If sorting out costs versus modern cash value is a stumper, so is saying with certainty what the caps looked like. Contemporary accounts are of little help, save to say that they were warm and “well-fulled” which, in the case of knitted goods, means felted. The Nelson Museum and Local History Centre has in its collection what some claim is the only extant example of a genuine Monmouth cap. Pictures of this cap can be found at http://www.isca-morrismen.com/monmouth.htm and http://www.gtj.org.uk/en/item1/7998. Although one picture depicts what appears to be a taller cap than in the other picure, counting the stitches and noting the placement of the decreases in the crown will show that these two photographs are of the same item. *
I have also examined a reproduction, knitted by Kirstie Buckland for Al Saguto, Master Shoemaker at Colonial Williamsburg. According to him, Ms. Buckland made his cap by studying one in a private collection. It favors the Nelson Museum cap in proportions, but is made of a finer yarn and with a different gauge than the Nelson Museum cap.
Both examples, however, have certain features in common: they are knitted in the round, have a hemmed brim, a purl row for turning, a loop at the edge of the brim, and a “button” on top. The buttons on the Monmouth and Nelson examples are small, no more than a few stitches cast-off upon closing the crown. Ms. Buckland’s reproduction, however, has a semi-detached floret about two inches wide for its button, as if the cap were sprouting a baby beret. Some records indicate Monmouth caps might have been used as padding under a soldier’s helmet, and this floret of a button would help in that function.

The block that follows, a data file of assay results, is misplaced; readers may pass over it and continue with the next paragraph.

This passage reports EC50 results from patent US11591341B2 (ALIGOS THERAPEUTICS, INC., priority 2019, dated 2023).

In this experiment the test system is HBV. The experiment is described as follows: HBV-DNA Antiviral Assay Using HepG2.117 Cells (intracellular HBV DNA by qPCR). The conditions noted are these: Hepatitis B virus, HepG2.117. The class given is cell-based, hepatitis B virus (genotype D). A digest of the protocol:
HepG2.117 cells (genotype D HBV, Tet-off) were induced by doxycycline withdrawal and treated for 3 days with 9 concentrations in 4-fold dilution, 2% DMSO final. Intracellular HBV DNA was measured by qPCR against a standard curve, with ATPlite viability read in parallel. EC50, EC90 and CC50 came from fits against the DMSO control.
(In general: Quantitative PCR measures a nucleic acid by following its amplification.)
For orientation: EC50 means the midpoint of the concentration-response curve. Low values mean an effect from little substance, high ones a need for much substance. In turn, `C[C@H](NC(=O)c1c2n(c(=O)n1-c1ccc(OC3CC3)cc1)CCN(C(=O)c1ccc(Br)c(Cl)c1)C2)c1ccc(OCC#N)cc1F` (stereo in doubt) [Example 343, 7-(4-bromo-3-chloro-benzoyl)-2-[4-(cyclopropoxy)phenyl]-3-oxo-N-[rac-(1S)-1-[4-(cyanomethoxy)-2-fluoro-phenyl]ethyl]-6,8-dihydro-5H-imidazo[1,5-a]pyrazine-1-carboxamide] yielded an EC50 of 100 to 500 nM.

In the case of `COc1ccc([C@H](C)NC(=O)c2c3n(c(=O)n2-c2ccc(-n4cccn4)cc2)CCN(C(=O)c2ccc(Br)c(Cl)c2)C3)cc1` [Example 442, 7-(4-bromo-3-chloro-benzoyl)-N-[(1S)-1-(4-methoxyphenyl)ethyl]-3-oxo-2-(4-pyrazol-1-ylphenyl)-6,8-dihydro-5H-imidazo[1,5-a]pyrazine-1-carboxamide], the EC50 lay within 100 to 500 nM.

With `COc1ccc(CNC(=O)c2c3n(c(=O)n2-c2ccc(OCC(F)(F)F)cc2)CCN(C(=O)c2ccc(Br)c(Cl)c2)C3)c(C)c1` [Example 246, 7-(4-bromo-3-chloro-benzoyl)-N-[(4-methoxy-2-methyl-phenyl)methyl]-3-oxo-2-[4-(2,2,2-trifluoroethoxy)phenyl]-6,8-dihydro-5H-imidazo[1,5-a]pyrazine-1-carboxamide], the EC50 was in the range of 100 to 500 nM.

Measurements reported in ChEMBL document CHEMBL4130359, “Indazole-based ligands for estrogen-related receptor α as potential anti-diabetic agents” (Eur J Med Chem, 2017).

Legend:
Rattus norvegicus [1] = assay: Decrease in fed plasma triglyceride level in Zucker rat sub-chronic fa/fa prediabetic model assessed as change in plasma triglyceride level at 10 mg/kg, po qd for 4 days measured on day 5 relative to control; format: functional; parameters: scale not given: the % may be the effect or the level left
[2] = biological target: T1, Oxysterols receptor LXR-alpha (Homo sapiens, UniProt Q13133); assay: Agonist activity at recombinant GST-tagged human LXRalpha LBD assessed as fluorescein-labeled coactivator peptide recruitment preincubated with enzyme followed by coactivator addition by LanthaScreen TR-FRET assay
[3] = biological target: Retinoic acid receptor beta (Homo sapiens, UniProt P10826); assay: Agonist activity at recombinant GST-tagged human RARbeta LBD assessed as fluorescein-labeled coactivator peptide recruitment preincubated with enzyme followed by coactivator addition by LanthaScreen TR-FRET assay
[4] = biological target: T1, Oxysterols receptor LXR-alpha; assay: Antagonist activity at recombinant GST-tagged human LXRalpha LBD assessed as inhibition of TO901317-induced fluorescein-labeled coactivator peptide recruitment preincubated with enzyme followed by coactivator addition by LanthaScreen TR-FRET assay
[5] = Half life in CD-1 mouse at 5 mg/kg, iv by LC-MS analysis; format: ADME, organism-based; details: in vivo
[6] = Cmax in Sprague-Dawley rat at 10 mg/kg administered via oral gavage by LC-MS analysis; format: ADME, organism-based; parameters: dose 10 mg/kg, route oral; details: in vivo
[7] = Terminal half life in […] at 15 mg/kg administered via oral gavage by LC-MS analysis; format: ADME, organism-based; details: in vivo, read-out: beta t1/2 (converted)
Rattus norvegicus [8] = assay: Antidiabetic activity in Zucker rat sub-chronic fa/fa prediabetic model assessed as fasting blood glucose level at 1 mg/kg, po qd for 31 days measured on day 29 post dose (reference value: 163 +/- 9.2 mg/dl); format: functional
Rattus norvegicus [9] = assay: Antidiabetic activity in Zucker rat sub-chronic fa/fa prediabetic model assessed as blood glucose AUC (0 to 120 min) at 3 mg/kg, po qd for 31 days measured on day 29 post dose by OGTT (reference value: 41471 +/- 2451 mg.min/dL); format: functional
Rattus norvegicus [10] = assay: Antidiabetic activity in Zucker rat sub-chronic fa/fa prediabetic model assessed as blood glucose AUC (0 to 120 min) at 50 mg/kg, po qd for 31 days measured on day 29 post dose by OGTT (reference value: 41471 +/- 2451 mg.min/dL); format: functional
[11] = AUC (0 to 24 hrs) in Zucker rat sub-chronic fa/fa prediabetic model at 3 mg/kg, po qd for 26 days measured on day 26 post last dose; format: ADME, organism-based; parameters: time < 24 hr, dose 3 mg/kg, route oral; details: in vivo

What follows is my own redaction of a pattern, based off the Nelson Museum example. I recommend reading Ms. Buckland’s Costume 13 article, and visiting the websites I have mentioned here.
* I wish to thank Mr. Andrew Helme, Curator of the Monmouth Museum, who brought it to my attention my misapprehension that two different caps existed in Monmouth, and assisted me in correcting the error.
Bradberry, Sarah, pattern copyright 2004 http://www.knitting-and.com/knitting/patterns/hats/monmouth.htm
Buckland, Kirstie. “The Monmouth Cap.” Costume 13. 1979. pp. 23-37.
Casglu’r Tlysau website for Welsh cultural history http://www.gtj.org.uk/en/item1/7998
d’Aquitaine, Genevieve, n.d. http://polaris.umuc.edu/~jthies/sca/knitmonmouthcap.html
Isca Morrismen Monmouth Caps http://www.isca-morrismen.com/monmouth.htm
Macdonald, Anne L. No Idle Hands: The Social History of American Knitting. New York; Ballantine Books, 1988. She cites The Record of the Governor and Company of the Massachusetts Bay in New England, excerpted in Earle’s Two Centuries of Costume in America.
Shakespeare, William. Henry V. Act 4, Scene 7.
“Things the Pilgrims Brought” MayflowerHistory.com, copyright 2004-2005. http://www.mayflowerhistory.com/History/voyage6.php
All the knitting sources I have read assert that the purl stitch developed rather late in knitting history, and is either not period for SCA purposes, or only very late period. The “purl” row, however, is crucial to putting a crisp fold in the final edge of the brim. My own theory is that, after working the back side of the brim, the knitter turned the work around and knitted one row in the opposite direction, then returned to the original track, thus creating the turning row.